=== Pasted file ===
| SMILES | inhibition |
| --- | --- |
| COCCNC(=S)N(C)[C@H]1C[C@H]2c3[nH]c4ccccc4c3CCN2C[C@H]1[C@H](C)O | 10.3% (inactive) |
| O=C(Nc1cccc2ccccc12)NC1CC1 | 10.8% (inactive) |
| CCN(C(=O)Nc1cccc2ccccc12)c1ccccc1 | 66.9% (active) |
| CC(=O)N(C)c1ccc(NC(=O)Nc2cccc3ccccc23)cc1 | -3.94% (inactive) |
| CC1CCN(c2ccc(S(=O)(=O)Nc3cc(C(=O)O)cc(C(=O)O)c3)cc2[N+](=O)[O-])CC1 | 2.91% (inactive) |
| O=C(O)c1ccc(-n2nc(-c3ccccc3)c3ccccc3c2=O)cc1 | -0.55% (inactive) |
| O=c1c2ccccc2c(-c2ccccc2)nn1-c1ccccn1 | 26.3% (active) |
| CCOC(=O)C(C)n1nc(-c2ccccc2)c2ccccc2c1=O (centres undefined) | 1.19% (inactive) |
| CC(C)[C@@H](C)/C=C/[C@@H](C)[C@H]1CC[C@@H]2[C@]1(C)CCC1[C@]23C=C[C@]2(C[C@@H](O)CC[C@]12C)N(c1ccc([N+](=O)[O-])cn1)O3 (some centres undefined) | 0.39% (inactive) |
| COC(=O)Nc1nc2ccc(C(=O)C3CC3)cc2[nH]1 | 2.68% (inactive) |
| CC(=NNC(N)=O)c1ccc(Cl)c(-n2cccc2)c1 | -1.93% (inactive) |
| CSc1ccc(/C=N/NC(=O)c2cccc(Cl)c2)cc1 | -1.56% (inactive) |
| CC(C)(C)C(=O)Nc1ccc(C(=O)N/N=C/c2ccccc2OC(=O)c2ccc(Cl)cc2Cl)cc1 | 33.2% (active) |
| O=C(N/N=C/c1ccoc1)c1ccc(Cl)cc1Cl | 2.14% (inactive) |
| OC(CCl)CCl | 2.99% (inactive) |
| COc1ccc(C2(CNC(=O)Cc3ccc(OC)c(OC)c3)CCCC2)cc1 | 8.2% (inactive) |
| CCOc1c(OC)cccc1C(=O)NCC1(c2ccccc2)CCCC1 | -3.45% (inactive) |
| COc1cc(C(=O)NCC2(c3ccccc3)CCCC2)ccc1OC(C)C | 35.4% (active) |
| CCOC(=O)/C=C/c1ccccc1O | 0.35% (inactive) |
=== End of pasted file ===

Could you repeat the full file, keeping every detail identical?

| SMILES | inhibition |
| --- | --- |
| COCCNC(=S)N(C)[C@H]1C[C@H]2c3[nH]c4ccccc4c3CCN2C[C@H]1[C@H](C)O | 10.3% (inactive) |
| O=C(Nc1cccc2ccccc12)NC1CC1 | 10.8% (inactive) |
| CCN(C(=O)Nc1cccc2ccccc12)c1ccccc1 | 66.9% (active) |
| CC(=O)N(C)c1ccc(NC(=O)Nc2cccc3ccccc23)cc1 | -3.94% (inactive) |
| CC1CCN(c2ccc(S(=O)(=O)Nc3cc(C(=O)O)cc(C(=O)O)c3)cc2[N+](=O)[O-])CC1 | 2.91% (inactive) |
| O=C(O)c1ccc(-n2nc(-c3ccccc3)c3ccccc3c2=O)cc1 | -0.55% (inactive) |
| O=c1c2ccccc2c(-c2ccccc2)nn1-c1ccccn1 | 26.3% (active) |
| CCOC(=O)C(C)n1nc(-c2ccccc2)c2ccccc2c1=O (centres undefined) | 1.19% (inactive) |
| CC(C)[C@@H](C)/C=C/[C@@H](C)[C@H]1CC[C@@H]2[C@]1(C)CCC1[C@]23C=C[C@]2(C[C@@H](O)CC[C@]12C)N(c1ccc([N+](=O)[O-])cn1)O3 (some centres undefined) | 0.39% (inactive) |
| COC(=O)Nc1nc2ccc(C(=O)C3CC3)cc2[nH]1 | 2.68% (inactive) |
| CC(=NNC(N)=O)c1ccc(Cl)c(-n2cccc2)c1 | -1.93% (inactive) |
| CSc1ccc(/C=N/NC(=O)c2cccc(Cl)c2)cc1 | -1.56% (inactive) |
| CC(C)(C)C(=O)Nc1ccc(C(=O)N/N=C/c2ccccc2OC(=O)c2ccc(Cl)cc2Cl)cc1 | 33.2% (active) |
| O=C(N/N=C/c1ccoc1)c1ccc(Cl)cc1Cl | 2.14% (inactive) |
| OC(CCl)CCl | 2.99% (inactive) |
| COc1ccc(C2(CNC(=O)Cc3ccc(OC)c(OC)c3)CCCC2)cc1 | 8.2% (inactive) |
| CCOc1c(OC)cccc1C(=O)NCC1(c2ccccc2)CCCC1 | -3.45% (inactive) |
| COc1cc(C(=O)NCC2(c3ccccc3)CCCC2)ccc1OC(C)C | 35.4% (active) |
| CCOC(=O)/C=C/c1ccccc1O | 0.35% (inactive) |